Then off to the World War II Memorial, which is absolutely beautiful. The sun was out, shining on the fountains, as the students walked from state to state and from the Pacific to the Atlantic. We dined at L'Enfant Plaza Food Court and then we were off to the Newseum. The Newseum is my favorite, but unfortunately, we heard that this is our last year to visit, as it is closing. The exhibit on 9/11 is incredible, as well as the Berlin Wall.
The Washington Nationals baseball game was a first for us. We had just sat down when they announced that we needed to evacuate our seats due to a severe storm. We went down two levels under cover and away from the possibility of any lightning and waited it out. The game was delayed almost three hours. As soon as we sat in our seats again it began to rain. Some of us bought ponchos and I found a roll of garbage bags for the rest of us. We left at the fifth inning. Despite the rain, everyone had a good time.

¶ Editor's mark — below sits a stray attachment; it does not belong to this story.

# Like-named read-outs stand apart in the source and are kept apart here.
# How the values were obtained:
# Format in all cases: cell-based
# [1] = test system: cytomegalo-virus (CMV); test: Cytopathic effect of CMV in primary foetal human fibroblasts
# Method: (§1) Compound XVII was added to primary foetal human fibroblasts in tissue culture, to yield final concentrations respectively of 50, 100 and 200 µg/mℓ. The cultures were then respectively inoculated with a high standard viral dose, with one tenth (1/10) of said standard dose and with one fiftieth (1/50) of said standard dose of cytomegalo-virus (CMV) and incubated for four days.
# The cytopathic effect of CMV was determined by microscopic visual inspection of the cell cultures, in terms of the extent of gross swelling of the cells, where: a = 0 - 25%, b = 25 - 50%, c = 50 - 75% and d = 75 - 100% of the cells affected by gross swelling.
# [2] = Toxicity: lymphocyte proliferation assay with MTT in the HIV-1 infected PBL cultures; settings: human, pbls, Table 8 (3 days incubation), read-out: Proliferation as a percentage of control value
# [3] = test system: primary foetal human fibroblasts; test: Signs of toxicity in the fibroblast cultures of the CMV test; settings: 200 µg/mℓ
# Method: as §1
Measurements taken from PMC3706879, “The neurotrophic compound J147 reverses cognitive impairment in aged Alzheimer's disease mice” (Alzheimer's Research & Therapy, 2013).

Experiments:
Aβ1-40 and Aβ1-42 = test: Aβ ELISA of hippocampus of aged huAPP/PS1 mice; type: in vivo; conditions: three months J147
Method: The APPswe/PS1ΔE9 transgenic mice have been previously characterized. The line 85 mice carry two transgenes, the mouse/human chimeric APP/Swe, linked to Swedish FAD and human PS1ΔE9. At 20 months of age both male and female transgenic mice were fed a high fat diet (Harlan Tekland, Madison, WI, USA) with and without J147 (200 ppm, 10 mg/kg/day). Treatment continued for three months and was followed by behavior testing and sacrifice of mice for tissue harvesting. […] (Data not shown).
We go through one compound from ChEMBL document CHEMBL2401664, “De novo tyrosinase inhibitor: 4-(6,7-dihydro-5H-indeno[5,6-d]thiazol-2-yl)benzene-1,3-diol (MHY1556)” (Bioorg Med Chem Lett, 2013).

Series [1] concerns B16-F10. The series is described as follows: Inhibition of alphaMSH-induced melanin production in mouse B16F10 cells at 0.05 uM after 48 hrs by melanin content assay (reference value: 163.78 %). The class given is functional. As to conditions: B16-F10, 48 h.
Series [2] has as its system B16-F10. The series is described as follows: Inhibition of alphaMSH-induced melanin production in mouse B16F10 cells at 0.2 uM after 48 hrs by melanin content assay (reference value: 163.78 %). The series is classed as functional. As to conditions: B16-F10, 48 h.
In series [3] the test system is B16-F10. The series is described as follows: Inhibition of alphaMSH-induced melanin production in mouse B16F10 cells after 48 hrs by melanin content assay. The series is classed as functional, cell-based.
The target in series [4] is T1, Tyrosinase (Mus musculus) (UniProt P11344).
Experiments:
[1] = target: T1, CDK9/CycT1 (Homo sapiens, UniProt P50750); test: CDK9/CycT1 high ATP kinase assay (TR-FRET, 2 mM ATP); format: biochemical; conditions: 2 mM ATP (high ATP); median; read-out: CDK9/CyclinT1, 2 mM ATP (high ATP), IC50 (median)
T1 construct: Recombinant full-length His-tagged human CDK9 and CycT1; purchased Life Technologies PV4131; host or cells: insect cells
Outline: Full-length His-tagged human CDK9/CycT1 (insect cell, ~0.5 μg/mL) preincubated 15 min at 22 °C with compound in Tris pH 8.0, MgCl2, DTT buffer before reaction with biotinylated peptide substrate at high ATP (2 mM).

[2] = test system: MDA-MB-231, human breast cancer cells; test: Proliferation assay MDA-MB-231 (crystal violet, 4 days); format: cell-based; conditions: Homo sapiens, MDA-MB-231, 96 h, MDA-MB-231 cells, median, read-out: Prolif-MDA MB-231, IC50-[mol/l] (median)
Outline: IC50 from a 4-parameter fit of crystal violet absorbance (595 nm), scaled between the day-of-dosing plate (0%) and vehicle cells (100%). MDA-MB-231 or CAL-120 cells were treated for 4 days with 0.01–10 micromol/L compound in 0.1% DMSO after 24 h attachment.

Today we have the incredible opportunity to tour the White House for the very first time, thanks to Bill Leatherberry. We are so excited. Your children were darling as they came in this morning to check if their outfits were dressy enough for the White House. Following the White House we will go see the Jefferson Memorial, have lunch at Primo's, and then head off to Mount Vernon. Our last stop is the Air and Space Museum.
It is hard to believe that today is our last day. It has been an incredible trip, with lots of memories that will last a lifetime. Thank you for giving us the opportunity to experience this with your children.